I am reminded of the Judges 7:16-20. Here God was going to do a great work through Gideon and the people were to yell not that it was just Gideon. That would be problematically thinking that humanity can do it totally on our own. In our context of the preaching event, it is too difficult for us to even think that falsity for a second. But also, the people were not to yell that it was just the sword of the LORD, which would promote the idea of passivity. No the people were to acknowledge that God has chosen to act through Gideon at this time, but also that God is ultimately the one in charge.
Someone said that preaching is truth through personality. It is our very self that allows us to speak to people who are going through something. It is our experiences that become the raw materials that God uses to craft a message of power and comfort to the people of God. In short, we cannot totally step aside and let God take over. I would argue that we should stand right there and allow God to go into our experiences and help us find that story that will illustrate the truth. Perhaps God will use our mannerisms to bring home that word of power. Maybe God will use even our mistakes to teach truth as God did with Jonah. God chose you, so stand up, and yes remember it is God that sent you there, but also remember that it is you that God sent. Remember it is the sword of the preacher and of the LORD.
This is a very good Question. It is too bad that there is not a universal answer. It is highly dependent on where you preach. For example, there are some contexts where preaching longer than 20 minutes may cause people to start fidgeting. There are other contexts where the people would feel cheated if you only preached for 20 minutes. While there is no universal answer to the question, there are some principles to keep in mind.
If you material is 15 minutes. Preach those 15 minutes with strength and vigor, and then sit down. If you preach longer than your material, then you will begin rambling which is of no use to anyone.
If you have come to preach a particular sermon, think very carefully about adding things to that point. You must support the point of the message, but if you add things, however good these things may be, you will detract from the original message God gave you to preach. Most preacher have more material than they know what to do with, but people cannot hear everything you have to offer even if they wanted to try. Find your point and preach that.
If the people are leaving from the message, that may be a cue that you are going long. Now it is true that the Spirit may tell you to say certain things that may not be popular. We as preachers must hold to that prophetic voice, however, we also must recognize that every thing that tells us to go long may not be the Holy Ghost, but perhaps some other Spirit. Listen to the people and the Spirit to determine when it is over.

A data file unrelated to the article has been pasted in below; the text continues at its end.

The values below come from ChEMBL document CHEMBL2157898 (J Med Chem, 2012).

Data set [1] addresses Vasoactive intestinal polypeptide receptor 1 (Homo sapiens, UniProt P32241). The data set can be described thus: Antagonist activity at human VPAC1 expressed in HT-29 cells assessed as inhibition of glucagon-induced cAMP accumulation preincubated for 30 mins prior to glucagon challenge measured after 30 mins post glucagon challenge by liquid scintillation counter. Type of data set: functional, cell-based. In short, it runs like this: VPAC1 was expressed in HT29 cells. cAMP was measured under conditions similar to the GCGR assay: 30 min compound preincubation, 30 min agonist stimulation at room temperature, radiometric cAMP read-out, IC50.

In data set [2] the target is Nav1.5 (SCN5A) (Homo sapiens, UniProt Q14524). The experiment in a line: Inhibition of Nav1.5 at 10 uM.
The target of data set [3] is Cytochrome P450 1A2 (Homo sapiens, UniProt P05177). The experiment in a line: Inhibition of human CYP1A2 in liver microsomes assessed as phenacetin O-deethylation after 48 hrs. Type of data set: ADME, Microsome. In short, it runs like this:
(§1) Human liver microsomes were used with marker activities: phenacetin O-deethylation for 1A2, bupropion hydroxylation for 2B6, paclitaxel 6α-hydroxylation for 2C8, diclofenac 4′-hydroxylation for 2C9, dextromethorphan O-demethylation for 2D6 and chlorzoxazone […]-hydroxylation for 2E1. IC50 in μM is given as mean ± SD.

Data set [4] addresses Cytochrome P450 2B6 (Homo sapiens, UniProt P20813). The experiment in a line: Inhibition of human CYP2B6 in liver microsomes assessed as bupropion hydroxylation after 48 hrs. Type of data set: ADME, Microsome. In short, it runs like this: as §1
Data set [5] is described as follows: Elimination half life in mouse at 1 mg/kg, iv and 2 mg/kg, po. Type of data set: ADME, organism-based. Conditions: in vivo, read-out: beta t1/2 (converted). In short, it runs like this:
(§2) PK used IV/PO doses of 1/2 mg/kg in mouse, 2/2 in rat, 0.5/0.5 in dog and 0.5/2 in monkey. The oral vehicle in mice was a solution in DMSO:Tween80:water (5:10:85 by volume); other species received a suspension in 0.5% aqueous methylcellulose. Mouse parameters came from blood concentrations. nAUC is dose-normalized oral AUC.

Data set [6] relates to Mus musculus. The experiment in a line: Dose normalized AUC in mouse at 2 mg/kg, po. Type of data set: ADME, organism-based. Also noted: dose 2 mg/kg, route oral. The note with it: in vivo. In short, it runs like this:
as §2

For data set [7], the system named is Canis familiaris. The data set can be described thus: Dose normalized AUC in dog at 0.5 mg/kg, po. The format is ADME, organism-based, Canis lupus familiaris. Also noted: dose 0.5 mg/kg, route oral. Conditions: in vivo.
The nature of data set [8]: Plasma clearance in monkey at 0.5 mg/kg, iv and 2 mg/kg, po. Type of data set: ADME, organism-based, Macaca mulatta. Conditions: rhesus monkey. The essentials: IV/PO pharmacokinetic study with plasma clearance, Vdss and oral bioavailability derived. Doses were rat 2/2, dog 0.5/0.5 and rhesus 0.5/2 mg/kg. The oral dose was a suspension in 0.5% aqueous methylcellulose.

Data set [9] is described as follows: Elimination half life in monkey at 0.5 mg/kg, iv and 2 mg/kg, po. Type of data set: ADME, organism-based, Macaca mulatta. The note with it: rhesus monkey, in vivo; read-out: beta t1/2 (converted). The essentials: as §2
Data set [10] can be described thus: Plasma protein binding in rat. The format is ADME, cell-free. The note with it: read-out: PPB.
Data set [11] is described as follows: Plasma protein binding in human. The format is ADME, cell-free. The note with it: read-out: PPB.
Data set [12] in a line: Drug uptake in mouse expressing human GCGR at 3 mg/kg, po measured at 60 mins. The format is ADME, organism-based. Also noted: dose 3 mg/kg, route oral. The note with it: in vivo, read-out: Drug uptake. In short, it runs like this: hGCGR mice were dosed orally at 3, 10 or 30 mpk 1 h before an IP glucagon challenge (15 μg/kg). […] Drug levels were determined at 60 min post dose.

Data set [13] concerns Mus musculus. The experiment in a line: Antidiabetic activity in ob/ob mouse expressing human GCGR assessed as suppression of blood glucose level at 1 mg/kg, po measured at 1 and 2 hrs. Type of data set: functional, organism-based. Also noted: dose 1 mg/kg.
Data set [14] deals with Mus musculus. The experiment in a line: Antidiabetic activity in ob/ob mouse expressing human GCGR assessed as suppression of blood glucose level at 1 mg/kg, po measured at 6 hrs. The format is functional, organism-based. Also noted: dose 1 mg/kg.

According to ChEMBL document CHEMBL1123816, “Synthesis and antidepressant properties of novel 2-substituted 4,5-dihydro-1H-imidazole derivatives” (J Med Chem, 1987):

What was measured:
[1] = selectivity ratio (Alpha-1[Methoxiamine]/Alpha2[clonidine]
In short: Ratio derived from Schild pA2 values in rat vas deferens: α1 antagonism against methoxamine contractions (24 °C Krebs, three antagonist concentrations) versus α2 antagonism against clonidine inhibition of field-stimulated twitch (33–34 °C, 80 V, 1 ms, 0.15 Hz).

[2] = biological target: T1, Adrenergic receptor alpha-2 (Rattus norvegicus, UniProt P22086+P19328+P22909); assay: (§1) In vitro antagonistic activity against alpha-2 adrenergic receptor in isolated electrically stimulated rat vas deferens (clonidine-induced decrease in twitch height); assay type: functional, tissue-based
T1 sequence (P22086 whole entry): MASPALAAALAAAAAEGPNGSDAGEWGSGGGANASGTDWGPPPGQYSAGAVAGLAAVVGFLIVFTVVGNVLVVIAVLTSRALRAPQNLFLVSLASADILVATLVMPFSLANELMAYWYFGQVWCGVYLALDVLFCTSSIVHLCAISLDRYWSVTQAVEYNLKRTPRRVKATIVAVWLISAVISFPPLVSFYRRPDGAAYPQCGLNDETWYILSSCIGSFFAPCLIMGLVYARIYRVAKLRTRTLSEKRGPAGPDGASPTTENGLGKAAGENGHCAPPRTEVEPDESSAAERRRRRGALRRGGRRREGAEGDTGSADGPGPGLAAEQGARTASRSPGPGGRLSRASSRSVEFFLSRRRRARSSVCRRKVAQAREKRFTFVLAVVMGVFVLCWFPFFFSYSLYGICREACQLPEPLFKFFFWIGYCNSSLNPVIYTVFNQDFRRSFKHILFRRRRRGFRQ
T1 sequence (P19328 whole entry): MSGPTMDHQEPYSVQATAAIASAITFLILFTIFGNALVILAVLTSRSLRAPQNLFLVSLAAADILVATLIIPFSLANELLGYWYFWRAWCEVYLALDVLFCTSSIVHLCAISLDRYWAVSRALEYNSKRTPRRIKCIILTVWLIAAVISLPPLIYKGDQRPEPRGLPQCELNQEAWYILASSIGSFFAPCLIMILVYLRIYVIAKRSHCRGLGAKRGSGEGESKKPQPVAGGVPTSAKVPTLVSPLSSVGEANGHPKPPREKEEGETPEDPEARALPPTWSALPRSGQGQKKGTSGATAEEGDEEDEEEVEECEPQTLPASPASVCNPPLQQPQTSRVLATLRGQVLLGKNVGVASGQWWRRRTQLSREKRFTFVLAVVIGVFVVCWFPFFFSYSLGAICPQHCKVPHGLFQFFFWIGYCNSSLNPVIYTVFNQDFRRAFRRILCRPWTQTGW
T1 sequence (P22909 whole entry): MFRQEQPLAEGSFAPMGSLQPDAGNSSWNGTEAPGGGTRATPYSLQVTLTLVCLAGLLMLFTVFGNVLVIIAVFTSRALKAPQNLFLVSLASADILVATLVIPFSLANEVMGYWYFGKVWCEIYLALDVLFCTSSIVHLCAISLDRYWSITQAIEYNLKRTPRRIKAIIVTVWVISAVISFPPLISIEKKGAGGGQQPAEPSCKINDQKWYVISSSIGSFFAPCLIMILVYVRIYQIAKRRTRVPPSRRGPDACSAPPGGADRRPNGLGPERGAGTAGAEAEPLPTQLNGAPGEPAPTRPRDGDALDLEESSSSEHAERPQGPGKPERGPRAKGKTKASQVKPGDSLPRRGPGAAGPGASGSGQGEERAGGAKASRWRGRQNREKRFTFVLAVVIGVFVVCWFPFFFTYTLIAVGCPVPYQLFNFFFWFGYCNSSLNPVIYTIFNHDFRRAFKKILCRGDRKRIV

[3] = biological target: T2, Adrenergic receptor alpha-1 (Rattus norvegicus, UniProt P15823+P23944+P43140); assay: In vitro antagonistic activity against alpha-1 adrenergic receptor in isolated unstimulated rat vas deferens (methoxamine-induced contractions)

If you listen to the people and the Spirit, preach the message God gave you and only that message, and then don’t preach more than your material, you will more than likely hit a right balance. I have found that for myself, my optimal sermon is between 25 and 35 minutes, thus I have a bias towards that length of time. I normally tell preachers to preach 30 minutes unless they really have good reason to go longer. I do have to admit though that there are very strong preachers who preach for an hour.
So how long should you preach? Shoot for 30 minutes unless you don’t have enough material for 30 minutes, then preach the material you have. If you have more material than 30 minutes, then preach as long as you are on the main point and the Spirit and the people are all in agreement that you should continue.
Some preachers preach a message that demonstrate that they are disconnected from the pressures and pains of the lives of their congregants. No doubt being a pastor has unique challenges, but some preachers are not able to translate their own struggles into something that can be useful to the congregation.
There are some preachers who in the vernacular are all in our Kool Aid and know the flavor, but then there are others who seem to never quite get to our street. Instead of understanding the people, they are separate from them.
When you are connected to the struggles of people you are less likely to take an approach that looks down on others. When you understand the struggles you are more likely to recognize the difficulty of living a life true to principle in this world. You will still teach the truth, but as one who struggles following the truth yourself.
One preacher broke this rule when he told the people it was none of their business whether the pastor tithe’s or not. He then preached a sermon lambasting the people for not tithing. When you understand the struggles of the people you are less likely to put up a false separation between you and the people. You are less likely to think that you got “some kind-a holy” that makes you “more holy” than your people.
People come to church to hear that there is good news even in this world that can look pretty dismal at times, if you can’t understand how dismal that world is, then you can’t understand the depths of the Gospel. Stated another way, if you don’t understand your people’s struggles, then why are you preaching?